As Rabbi Sanford Rosen lay dying in a Fullerton hospital last week, his daughter, Louise Rosen Byer, raced back to California from her Pittsburgh, Pa., home to be with him. On the plane, she recalled the time her father visited her in Santa Cruz, where she went to college.
“I was sick,” she remembers. “He came down and took care of me for a couple of days. At one point he said, ‘Let me just put my hand on your back.’ And I felt for the first time the power of healing in my father’s hand. When he was dying in the hospital, the warmth was still in his hand. He had this very loving touch.”
When he died Saturday, Aug. 26 at age 86 from a stroke, Rosen left behind a legacy of caring that spread far beyond the San Mateo area he called home for many years.
It was there in 1951 that he helped found Peninsula Temple Beth El. From then until his retirement in 1982, Rosen was a community leader, serving not only as Beth El senior rabbi but as president of the Northern California Board of Rabbis, marching with Dr. Martin Luther King Jr., in Selma, Ala., and chairing the San Mateo County Child Guidance Clinic Commission.
But those who knew him best remember a caring rabbi. “He loved helping people,” says son Ron Rosen. “Every weekend he’d go to the hospital. I remember when Willie Mays hit four home runs in a game, but I heard it on the radio in the parking lot at Peninsula Hospital. Dad was always visiting people.”
Born in Cleveland, Ohio in 1920, Rosen was the son of Polish immigrants. His father put himself through medical school to become a physician, and he hoped his son would someday take over the practice.
But the family doctor suggested young Sanford take up the study of Hebrew to improve his poor vision. Thus began Rosen’s lifelong passion for Jews and Judaism.
He later attended Western Reserve University, majoring in English and philosophy. As an undergrad, Rosen attended a dinner for the English department. Volunteering as a server that night was a young woman named Melba Mells. She caught Rosen’s eye and he later asked her out. At the end of their first date he said to her, “I’m going to marry you.”
The two married in 1944 and were inseparable partners for the next 62 years.
After his ordination from Hebrew Union College in Cincinnati, Rosen relocated to Bakersfield in 1947 to found Temple Beth El. Four years later, he and Melba moved to San Mateo to launch a new Reform synagogue, also called Beth El.
For the first few years, congregants met at churches and held High Holy Day services at theaters. But in 1957, Rosen led the effort to build a synagogue on Alameda de las Pulgas, where it remains today.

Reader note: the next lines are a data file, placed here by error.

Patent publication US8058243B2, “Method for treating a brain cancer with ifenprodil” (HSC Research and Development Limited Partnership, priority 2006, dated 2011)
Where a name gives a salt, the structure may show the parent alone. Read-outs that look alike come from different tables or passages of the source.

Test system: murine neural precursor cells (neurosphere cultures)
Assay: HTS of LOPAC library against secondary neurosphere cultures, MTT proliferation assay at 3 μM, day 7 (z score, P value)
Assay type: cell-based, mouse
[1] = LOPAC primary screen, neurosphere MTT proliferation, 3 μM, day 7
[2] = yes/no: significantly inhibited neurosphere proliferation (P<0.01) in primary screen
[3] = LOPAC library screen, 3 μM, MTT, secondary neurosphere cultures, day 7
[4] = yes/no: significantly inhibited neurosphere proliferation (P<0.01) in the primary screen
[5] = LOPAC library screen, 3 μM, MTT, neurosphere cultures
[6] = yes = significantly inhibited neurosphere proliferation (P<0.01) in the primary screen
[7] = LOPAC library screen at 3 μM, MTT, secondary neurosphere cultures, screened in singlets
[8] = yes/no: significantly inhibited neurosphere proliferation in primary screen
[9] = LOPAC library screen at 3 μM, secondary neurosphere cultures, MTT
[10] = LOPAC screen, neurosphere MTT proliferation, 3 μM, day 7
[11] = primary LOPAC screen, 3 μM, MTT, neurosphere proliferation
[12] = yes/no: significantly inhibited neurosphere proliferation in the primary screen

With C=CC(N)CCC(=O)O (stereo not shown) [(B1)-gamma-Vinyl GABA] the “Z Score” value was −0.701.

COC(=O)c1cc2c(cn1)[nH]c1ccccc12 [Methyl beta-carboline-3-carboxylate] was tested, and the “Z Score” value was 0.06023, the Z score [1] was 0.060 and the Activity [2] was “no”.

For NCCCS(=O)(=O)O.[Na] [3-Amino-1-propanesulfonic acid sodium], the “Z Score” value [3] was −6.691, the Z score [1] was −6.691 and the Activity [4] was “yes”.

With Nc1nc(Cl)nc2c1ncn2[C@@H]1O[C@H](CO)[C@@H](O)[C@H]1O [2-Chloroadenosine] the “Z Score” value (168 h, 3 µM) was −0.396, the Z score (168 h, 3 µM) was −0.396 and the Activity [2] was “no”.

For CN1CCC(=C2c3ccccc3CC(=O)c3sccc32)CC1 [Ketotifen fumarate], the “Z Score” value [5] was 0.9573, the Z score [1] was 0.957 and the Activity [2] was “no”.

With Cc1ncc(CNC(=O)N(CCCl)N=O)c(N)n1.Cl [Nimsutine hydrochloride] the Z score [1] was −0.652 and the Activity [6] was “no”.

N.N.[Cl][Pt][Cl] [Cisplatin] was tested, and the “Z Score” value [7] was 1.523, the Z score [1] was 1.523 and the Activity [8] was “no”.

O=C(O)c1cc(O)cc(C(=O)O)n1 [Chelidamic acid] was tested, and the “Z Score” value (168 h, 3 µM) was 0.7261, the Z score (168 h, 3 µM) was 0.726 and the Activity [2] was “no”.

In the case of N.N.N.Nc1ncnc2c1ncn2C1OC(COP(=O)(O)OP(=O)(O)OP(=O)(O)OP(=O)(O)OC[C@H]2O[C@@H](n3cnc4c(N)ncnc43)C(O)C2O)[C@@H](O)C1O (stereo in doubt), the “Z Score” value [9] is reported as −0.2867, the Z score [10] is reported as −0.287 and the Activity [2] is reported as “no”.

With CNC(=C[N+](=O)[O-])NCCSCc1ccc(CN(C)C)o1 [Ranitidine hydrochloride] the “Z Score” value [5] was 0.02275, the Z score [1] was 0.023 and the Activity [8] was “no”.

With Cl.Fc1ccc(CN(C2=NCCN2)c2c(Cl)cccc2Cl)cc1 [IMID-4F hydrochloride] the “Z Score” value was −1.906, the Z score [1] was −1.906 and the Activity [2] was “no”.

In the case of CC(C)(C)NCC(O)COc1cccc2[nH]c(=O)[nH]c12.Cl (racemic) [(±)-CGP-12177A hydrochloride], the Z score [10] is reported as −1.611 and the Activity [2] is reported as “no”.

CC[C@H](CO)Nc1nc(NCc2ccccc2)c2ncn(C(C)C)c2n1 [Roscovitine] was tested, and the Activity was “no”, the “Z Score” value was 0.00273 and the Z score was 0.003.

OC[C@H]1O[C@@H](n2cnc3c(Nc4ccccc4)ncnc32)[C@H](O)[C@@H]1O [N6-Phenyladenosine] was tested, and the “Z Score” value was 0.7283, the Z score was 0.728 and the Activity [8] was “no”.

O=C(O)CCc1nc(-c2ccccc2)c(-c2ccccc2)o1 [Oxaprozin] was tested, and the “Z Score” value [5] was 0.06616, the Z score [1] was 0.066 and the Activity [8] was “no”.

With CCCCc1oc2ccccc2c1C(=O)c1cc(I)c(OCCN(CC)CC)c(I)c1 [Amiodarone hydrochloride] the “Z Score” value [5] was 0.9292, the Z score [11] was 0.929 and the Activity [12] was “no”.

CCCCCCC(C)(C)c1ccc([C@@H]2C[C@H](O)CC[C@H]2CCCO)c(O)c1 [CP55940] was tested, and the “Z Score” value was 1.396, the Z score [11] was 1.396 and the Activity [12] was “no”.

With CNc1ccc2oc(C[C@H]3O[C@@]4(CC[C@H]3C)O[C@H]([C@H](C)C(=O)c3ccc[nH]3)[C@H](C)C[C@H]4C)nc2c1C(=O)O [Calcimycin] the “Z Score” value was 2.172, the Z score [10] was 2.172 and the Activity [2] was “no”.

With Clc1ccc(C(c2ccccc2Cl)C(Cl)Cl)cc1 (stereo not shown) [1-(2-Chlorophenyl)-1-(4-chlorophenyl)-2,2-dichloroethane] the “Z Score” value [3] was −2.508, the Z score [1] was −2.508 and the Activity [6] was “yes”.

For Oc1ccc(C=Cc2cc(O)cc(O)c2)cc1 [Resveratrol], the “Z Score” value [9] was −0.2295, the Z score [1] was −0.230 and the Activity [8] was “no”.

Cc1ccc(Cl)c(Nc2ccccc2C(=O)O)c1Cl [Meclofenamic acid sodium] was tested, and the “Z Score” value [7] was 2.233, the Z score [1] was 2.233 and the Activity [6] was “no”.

Rosen was also instrumental in launching Camp Swig in Saratoga.
His passion for social justice led him to a prominent role among Bay Area rabbis involved in the civil rights movement. He was among several clergy to introduce Dr. Martin Luther King Jr. at a rally at the Cow Palace in the mid-1960s. He also marched with King in Alabama, which led to a close call.
“He and a few ministers wandered off and got lost,” says Ron Rosen. “A guy with a big monkey wrench started following them. They were scared to death. But out of the blue comes a National Guard jeep. He almost got himself killed then.”
Beyond the social activism, friends and loved ones remember the quieter moments. “The core of his work was this calling,” says his daughter. “He had so many gifts for deep intellectual thought. He loved to teach. He loved telling stories. When he was in the act of blessing others, there was kind of internal peace that came through him.”
Ron Rosen recalls the time Emanuel Leplin, a noted violinist with the San Francisco Symphony, was stricken with polio. The rabbi visited him at the hospital, where Leplin was languishing in an iron lung. “He walked into the room and just sat there. He couldn’t speak for 15 minutes and finally said he’d come back another time. He came back a few weeks later and again my dad couldn’t speak.”
Leplin came out of the hospital a quadriplegic. But he continued to write music. “One day my dad’s reading the [San Francisco] Chronicle,” continues Ron Rosen, “and he reads about a concert of tone poems by Leplin. At the end [of the article] it says the inspiration for this was Leplin’s rabbi, Sanford Rosen.”
The rabbi soon paid Leplin a visit to ask why he would dedicate the music to him. “Leplin said, ‘Everyone who came to visit me said, “Buck up, everything is going to be OK.” But you couldn’t even speak. I could see how much you were hurting. I decided I would do something that would make you feel better.'”
When Rosen retired from Beth El, he made his replacement, Rabbi Alan Berg, feel welcome and at ease. “He was one of the greatest partners a new rabbi could have wanted,” says Berg. “He left a great legacy here to build upon.”
After retiring, Rosen continued to teach, offering classes on Judaism at San Jose State University and the Graduate Theological Union in Berkeley. He also served in the Naval Chaplaincy and toured the world serving as ship’s rabbi for Royal Viking Cruise Line.
At a memorial service Thursday, Aug. 31 at Beth El, Berg read a poem by the late San Francisco Rabbi Alvin Fine, a poem Rosen read many times at memorial services at which he officiated.
It reads in part: “Life is a journey … Until, looking backward or ahead/We see that victory lies/Not at some high place along the way/But in having made the journey, stage by stage.”
Rosen is survived by his wife, Melba, of Fullerton; son Ron of South Pasadena; daughter Louise Rosen Byer of Pittsburgh, Pa.; and grandchildren Alissa and Jacob Garcia.